The proliferation of cell phones and other wireless apparatus as well as further increases in wireless data rates that have been projected, have raised serious concerns about the infrastructure to support the use of wireless technology. While the public readily latches onto new types of wireless technology this same public will not permit the operators of the infrastructure to put the necessary antennas and other required equipment in many residential areas. As a result, companies have been presented with a dilemma of providing the service desired by the public over a system that is becoming overloaded and yet there are difficulties in expanding the system in the traditional manner of adding additional base stations. Increasing the number of base stations, while solving some of the infrastructure issues does not remedy the problem completely. In addition to the public's safety and aesthetic concern of adding additional base stations, many providers are seeking other solutions to the problem of overuse of the network. Base station construction is not a panacea to the problem because of the great cost that is required in constructing and maintaining the station. As a result, even in those regions where there is the space to add base stations and the opposition is not strong cost can preclude rapid expansion. Many of the parts of the country that require a growth in service include several underpopulated regions where the cost per user remains relatively high compared to more congested regions. As a result, the industry has been reluctant to expand in these areas until there is a greater population. Unfortunately, the increase in population that renders additional base stations more essential also bring about a reduction of the locations where the base station would be more acceptable. The current invention is intended to be small, easily mounted, and relatively obscure from view, alleviating many of the concerns raised by these residential communities.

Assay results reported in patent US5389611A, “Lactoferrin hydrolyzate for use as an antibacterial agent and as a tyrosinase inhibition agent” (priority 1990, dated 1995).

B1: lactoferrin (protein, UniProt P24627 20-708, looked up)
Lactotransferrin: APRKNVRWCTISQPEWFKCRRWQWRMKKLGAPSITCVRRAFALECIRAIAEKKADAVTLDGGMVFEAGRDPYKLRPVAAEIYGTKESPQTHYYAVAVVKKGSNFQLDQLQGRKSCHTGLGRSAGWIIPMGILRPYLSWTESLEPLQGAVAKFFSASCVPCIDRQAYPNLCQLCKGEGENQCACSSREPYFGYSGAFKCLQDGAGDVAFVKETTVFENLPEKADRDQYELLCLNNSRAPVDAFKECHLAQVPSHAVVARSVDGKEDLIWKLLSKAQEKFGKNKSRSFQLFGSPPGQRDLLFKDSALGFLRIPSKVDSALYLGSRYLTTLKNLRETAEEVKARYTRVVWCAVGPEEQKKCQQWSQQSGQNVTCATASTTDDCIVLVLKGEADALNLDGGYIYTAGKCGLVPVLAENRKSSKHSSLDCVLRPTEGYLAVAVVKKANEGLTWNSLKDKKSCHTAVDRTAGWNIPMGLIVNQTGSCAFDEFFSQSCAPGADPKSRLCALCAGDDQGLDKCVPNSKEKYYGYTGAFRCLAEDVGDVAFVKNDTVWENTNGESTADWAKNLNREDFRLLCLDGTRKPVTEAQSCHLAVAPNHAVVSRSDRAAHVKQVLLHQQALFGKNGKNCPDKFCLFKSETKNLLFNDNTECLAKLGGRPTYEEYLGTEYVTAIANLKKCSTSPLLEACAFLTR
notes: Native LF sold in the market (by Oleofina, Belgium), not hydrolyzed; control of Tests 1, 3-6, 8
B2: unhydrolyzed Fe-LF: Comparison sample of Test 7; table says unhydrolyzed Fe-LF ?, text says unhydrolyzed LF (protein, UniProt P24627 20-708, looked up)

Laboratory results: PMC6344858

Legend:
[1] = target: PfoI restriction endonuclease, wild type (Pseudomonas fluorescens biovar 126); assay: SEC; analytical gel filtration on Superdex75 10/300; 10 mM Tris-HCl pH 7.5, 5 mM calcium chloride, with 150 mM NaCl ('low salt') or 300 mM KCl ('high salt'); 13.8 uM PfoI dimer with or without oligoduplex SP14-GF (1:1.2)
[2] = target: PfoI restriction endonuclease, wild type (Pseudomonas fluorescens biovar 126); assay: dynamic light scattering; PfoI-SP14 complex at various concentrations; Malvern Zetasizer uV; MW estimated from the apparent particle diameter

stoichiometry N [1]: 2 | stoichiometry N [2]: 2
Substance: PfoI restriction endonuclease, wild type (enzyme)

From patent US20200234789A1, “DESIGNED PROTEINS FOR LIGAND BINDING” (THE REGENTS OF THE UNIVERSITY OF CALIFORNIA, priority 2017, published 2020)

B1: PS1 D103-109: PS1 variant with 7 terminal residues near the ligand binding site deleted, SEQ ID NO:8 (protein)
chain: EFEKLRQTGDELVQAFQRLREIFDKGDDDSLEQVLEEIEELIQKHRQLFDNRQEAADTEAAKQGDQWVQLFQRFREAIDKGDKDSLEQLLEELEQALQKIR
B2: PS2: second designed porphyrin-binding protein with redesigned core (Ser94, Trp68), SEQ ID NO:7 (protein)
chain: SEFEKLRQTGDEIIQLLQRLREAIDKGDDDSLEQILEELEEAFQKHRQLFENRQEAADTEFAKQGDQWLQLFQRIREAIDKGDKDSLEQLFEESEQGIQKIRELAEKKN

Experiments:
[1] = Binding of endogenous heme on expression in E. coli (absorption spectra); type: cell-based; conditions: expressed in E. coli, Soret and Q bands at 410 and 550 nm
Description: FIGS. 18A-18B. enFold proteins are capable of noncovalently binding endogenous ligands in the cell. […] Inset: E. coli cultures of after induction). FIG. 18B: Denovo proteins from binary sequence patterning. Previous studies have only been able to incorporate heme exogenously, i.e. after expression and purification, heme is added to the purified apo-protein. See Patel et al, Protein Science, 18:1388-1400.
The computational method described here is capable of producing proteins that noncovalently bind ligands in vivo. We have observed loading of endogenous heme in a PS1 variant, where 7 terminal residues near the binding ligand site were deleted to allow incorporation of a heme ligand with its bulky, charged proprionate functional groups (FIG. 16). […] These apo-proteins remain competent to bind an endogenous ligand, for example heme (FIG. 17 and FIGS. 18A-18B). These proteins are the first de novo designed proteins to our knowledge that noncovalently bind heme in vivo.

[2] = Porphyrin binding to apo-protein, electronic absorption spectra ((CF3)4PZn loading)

Current efforts underway in the wireless industry to increase capacity, data rates and services for a growing subscriber base include increasing spectrum allocations, providing more efficient data modulation schemes, and implementing better frequency reuse schemes. Each of these methods improves upon the problem to varying degrees. Increasing spectrum allocations alone will provide a one to one increase in capacity, that is, in the case where 1 MHz of bandwidth supports 40 voice-grade channels, adding another 1 MHz of spectrum will increase total capacity by 40 additional voice-grade channels. Similarly, increasing spectrum efficiency through higher-order modulation techniques can increase capacity by a one to “n” factor. For example, if 30 kHz of spectrum supports a single voice-grade channels using frequency modulation and by using digital modulation the same 30 kHz channel can support 3 voice-grade channels, the efficiency is increased by a factor of 3, that is, “n”=3.
Generally, increasing modulation efficiency must be traded off against the need for a higher signal to noise ratio (SNR), or carrier to interference ratio (C/I). This implies that more power must be transmitted in the direction of the intended receiver through amplification or directional antennas, and that interference with co-channel or adjacent channel signals must be lower. Achieving these improvements in SNR or C/I performance in a dynamic mobile environment is a costly undertaking.